Quilters craft special work for friend who lost grandchild
A hundred years ago it was routine for groups of women to hold quilting bees as a way to come together and support a member of the community who was grieving or needed help. Today it’s happening again as a group of Spokane Valley-area women come together to create a quilt for a friend dealing with the loss of her young granddaughter in California.
Noreen Skogen has worked at the Quilting Bee for more than a decade and teaches classes there. Her husband, David, is a detective with the Spokane County Sheriff’s Office. “Everyone wants to do something,” said Kathy Burns, who quickly helped organize the quilt-making effort for Skogen. “We don’t know what to do.”
Skogen’s friends are struggling to find an appropriate way to respond to Skogen’s loss because of how her granddaughter died. According to a story in the Sacramento (Calif.) Bee, 3-year-old Kalli Skogen died after she accidentally shot herself. The gun was the personal weapon of her father, a Placer County Sheriff’s deputy.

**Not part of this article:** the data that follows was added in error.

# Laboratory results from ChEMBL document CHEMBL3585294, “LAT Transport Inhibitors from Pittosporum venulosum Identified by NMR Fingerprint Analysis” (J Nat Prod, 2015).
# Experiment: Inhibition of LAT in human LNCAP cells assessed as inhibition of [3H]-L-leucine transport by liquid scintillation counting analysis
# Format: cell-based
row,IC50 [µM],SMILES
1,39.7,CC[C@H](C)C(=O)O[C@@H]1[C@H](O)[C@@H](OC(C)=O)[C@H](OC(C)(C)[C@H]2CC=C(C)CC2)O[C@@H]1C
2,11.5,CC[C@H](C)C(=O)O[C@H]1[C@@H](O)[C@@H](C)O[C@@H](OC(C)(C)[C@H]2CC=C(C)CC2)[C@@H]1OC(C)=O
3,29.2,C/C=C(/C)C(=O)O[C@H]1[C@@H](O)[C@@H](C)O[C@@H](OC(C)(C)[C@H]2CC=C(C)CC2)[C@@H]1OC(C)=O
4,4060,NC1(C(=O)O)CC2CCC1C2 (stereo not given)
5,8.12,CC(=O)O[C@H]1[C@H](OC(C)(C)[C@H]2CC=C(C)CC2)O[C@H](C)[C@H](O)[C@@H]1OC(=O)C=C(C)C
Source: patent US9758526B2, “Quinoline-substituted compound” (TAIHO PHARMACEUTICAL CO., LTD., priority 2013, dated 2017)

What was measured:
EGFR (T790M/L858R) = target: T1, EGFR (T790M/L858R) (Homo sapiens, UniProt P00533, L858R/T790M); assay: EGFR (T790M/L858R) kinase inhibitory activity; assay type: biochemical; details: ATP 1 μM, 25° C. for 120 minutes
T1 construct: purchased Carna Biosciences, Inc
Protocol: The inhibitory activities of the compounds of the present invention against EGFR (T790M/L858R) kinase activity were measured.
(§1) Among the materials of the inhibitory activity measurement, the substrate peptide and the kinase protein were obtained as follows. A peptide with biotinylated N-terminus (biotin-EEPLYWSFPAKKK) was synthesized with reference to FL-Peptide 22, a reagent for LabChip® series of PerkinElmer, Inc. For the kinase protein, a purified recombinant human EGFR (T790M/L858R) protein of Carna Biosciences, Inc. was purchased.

About 20 women gathered Tuesday morning at the Quilting Bee to get instructions for the quilt design, which includes angels. “These are all ladies who are friends of Noreen’s or have taken a class from her,” Burns said.
The design of the quilt was selected with Noreen in mind. “Noreen liked angels,” Burns said. “I think Kalli was a special little angel.” The women also planned to put a photo of Kalli on the quilt. They had a picture showing a blond girl with a huge, bright smile on her face.
The women selected cloth, cut it, ironed it and prepared to stitch everything together in time to finish the quilt by the end of the week. Edee Hunt, who took classes from Skogen and worked with her husband, said she thought making a quilt was a great idea. “They are salt of the earth,” she said. “You have to feel for her. I know how much pain it has caused them.”
Quilting Bee owner Jackie Wolff said she was happy to donate the cloth for the quilt and help the effort along. She said Skogen has five children. “Children are her life,” she said. “Her heart is as big as she is. She puts being a mother before all.”
Wolff is hoping the quilt will be a comfort. “I think she’s put herself in mother mode and is taking care of her children,” she said. “That’s why we’re going to take care of her when she comes home.”
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